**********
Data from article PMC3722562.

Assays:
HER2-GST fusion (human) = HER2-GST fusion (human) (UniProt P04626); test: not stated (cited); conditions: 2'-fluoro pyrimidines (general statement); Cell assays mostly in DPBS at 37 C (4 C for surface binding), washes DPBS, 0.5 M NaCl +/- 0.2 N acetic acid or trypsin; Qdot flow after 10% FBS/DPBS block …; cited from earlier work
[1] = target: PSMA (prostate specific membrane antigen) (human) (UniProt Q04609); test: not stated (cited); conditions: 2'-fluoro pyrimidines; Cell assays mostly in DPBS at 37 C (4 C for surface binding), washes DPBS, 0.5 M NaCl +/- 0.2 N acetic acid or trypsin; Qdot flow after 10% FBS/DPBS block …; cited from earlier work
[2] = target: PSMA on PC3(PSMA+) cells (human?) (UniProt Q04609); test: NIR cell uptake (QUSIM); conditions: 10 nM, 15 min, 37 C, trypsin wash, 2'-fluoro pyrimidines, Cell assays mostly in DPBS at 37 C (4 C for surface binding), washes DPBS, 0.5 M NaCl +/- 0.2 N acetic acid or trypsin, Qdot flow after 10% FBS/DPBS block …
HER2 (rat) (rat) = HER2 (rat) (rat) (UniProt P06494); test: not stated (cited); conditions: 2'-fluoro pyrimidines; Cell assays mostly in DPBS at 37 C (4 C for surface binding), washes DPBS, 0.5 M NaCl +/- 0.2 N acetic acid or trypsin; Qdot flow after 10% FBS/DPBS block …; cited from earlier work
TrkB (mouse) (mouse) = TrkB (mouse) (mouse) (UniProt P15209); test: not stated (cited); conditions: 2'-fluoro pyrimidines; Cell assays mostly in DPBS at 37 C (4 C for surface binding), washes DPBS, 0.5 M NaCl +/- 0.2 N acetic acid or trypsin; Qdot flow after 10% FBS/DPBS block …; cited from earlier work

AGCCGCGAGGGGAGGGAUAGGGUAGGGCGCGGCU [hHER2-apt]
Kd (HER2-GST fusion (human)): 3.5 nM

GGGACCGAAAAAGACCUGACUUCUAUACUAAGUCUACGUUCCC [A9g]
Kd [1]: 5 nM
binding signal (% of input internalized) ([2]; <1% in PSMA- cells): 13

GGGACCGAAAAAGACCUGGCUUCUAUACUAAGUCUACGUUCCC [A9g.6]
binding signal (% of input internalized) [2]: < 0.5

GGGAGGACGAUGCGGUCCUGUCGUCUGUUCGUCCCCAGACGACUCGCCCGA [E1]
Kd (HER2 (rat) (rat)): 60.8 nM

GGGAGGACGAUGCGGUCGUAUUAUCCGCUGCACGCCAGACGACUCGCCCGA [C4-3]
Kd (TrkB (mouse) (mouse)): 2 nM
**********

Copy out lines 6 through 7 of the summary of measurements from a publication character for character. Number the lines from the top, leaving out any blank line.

HER2 (rat) (rat) = HER2 (rat) (rat) (UniProt P06494); test: not stated (cited); conditions: 2'-fluoro pyrimidines; Cell assays mostly in DPBS at 37 C (4 C for surface binding), washes DPBS, 0.5 M NaCl +/- 0.2 N acetic acid or trypsin; Qdot flow after 10% FBS/DPBS block …; cited from earlier work
TrkB (mouse) (mouse) = TrkB (mouse) (mouse) (UniProt P15209); test: not stated (cited); conditions: 2'-fluoro pyrimidines; Cell assays mostly in DPBS at 37 C (4 C for surface binding), washes DPBS, 0.5 M NaCl +/- 0.2 N acetic acid or trypsin; Qdot flow after 10% FBS/DPBS block …; cited from earlier work